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Laura Woolsey Lord Scales

Laura Woolsey Lord Scales

Laura Woolsey Lord was born on November 13, 1879 in Hanover, New Hampshire, where she spent all of her childhood and most of her adolescence. She completed high school at Miss Frances Emerson’s boarding school in Boston before entering Smith College as an undergraduate. Scales, a member of the class of 1901, attended Smith while it was still relatively new and the reputation of the College depended on the students’ public decorum. By this time, women were accepted as students even if they were not yet encouraged to pursue higher education and Scales did not consider herself a pioneer in women’s education.

After college Scales married Robert Latham Scales, who had been courting her while she was at Smith. The two were married just four years when he died of tuberculosis. After his death, Scales, now twenty-eight years old, was forced to enter the workforce. Although it was not easy during these times for women to find public employment, Scales was soon offered a position as an instructor at the Boston Museum of Fine Arts. She spent seven years there before accepting the duty as dean of women at the Carnegie Institute of Technology in Pittsburgh, Pennsylvania. She was only employed there for two years before she was offered a similar position in 1922 and returned to her alma mater, Smith College.

As Smith College “Warden,” Scales served as the dean of students, in charge of housing students, chaperoning on-campus activities, and arranging guest visits to the College. In addition, Scales chaired the committee of social activities and was a member of the conference committee. Scales was extremely dedicated to improving the campus atmosphere for students. As an undergraduate, Scales had lived off-campus and as a result, felt that she had not experienced much of the campus life, activity, and camaraderie that went on in the dormitories. One of the first changes she instilled as warden was to require that all students live on-campus. This decision added to the family atmosphere that Smith had always prided itself on and thus helped to unify the students and increase school spirit. Scales also valued the opinions of the students and met regularly with members of the Student Government Association in order to ensure that Smith kept up with the ever-changing educational customs and social trends. In addition, it was also Scales’ responsibility to make sure that the rules and regulations of Smith College paralleled those in students’ homes. Scales served as warden for twenty-two years before retiring in 1944.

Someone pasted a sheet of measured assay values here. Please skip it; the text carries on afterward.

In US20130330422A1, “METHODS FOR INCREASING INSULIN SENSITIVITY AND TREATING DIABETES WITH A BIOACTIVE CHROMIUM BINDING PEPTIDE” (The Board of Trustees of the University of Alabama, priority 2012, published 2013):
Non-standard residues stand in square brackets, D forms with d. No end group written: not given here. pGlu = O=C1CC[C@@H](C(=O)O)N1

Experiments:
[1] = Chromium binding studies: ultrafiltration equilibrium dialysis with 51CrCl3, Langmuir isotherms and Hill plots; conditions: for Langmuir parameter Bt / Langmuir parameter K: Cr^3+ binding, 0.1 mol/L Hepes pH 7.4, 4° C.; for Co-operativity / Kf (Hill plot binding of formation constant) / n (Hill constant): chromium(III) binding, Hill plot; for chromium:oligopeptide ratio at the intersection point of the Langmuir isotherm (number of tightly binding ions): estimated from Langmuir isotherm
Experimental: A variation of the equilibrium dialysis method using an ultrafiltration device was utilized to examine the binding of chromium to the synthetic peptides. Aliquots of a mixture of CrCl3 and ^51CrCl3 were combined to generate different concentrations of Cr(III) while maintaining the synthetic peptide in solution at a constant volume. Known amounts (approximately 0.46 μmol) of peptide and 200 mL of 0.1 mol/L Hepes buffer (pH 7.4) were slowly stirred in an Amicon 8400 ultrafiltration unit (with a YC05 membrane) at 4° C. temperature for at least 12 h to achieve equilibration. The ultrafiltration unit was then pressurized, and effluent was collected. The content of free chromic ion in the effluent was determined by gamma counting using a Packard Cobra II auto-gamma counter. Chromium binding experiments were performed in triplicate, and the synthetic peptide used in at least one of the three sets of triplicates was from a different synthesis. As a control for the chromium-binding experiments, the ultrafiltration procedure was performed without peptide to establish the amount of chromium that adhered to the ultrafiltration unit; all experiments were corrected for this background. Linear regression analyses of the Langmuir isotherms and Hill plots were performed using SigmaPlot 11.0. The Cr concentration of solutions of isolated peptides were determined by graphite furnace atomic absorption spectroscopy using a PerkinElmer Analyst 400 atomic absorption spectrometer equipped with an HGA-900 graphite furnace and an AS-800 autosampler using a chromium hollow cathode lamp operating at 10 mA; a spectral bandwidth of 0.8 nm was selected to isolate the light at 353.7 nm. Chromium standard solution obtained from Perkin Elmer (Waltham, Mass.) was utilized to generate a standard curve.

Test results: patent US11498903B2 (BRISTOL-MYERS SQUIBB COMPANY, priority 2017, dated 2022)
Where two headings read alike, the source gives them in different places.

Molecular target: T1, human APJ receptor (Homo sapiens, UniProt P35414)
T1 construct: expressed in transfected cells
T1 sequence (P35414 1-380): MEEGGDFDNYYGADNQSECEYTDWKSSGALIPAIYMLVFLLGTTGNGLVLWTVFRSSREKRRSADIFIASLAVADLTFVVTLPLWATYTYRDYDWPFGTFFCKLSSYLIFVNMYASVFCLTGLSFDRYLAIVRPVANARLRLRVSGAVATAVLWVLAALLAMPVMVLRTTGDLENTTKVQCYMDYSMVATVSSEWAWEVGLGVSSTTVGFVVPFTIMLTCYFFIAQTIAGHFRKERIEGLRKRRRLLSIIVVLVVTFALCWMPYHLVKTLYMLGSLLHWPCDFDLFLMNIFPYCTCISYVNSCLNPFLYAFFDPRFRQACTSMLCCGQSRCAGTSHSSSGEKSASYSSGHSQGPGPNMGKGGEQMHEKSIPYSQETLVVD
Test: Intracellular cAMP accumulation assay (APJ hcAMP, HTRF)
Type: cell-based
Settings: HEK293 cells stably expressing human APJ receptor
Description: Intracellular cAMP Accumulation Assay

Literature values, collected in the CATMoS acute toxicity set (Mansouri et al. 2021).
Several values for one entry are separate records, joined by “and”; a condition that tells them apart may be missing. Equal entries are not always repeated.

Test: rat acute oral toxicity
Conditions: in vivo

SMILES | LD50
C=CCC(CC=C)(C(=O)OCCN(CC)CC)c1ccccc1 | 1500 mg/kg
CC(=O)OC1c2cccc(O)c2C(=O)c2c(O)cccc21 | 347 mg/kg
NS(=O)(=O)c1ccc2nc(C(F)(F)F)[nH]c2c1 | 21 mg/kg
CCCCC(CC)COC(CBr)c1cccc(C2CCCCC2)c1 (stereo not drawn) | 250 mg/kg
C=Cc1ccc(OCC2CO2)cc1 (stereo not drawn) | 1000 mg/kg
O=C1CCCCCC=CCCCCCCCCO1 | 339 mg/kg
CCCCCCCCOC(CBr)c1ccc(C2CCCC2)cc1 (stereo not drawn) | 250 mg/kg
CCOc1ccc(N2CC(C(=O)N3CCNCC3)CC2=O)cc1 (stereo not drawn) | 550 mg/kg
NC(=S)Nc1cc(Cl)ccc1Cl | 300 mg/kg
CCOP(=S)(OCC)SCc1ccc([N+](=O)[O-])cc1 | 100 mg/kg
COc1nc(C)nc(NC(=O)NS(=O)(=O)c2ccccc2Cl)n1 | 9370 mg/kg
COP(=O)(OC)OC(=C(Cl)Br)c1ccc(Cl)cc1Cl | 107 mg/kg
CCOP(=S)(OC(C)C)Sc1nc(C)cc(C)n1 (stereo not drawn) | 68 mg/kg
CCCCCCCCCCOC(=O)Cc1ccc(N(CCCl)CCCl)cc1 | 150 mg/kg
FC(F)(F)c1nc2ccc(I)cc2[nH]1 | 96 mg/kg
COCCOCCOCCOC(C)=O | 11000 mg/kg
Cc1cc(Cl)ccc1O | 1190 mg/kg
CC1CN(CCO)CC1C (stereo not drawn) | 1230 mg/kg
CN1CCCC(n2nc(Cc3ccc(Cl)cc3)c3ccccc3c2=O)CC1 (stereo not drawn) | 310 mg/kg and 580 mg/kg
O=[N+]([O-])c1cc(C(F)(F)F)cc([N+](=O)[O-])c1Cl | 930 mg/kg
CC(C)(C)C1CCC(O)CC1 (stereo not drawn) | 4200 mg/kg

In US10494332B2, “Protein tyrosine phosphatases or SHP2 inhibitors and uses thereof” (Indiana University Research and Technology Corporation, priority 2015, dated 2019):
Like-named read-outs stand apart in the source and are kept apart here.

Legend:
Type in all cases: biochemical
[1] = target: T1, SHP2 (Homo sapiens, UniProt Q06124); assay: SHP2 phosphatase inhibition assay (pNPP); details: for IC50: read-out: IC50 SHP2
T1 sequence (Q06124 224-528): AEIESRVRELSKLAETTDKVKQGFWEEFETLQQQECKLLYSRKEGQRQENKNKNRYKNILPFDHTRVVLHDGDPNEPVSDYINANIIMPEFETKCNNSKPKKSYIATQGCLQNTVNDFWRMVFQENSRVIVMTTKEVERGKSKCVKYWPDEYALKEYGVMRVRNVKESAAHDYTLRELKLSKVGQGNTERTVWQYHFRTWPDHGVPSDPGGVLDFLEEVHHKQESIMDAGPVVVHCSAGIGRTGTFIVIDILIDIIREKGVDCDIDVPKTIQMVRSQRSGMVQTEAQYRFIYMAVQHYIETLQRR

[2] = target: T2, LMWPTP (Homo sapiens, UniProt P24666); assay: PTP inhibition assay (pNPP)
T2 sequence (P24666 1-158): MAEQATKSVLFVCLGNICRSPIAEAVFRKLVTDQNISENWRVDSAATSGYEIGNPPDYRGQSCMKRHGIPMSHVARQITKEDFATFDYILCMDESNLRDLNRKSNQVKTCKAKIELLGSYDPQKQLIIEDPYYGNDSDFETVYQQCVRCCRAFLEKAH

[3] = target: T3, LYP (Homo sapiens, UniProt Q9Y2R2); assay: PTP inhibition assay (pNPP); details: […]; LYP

During her time at Smith, Scales remained an active member of her community and her influence reached far beyond the Smith gates. She spent twenty-six years on the board of trustees at the People’s Institute, a Northampton community center, and also served on the advisory committee of the Girls City Club of Northampton. In 1931, Scales was awarded an honorary degree from Smith and in 1939 she became the third woman ever to receive an honorary doctor of literature degree from Dartmouth College. In 1936, Smith College showed their appreciation for all she had done for the school by naming one of the new dormitories the Laura Scales House.

After her retirement, Scales spent thirty years in Dunedin, Florida before returning to Northampton, Massachusetts. To Scales, education was “the backbone of living. It makes the world interesting.” This mentality stayed with her for her whole life; she lived to be one hundred ten years old and remained an avid reader almost until her dying day. She died on June 12, 1990 in her Northampton nursing home.

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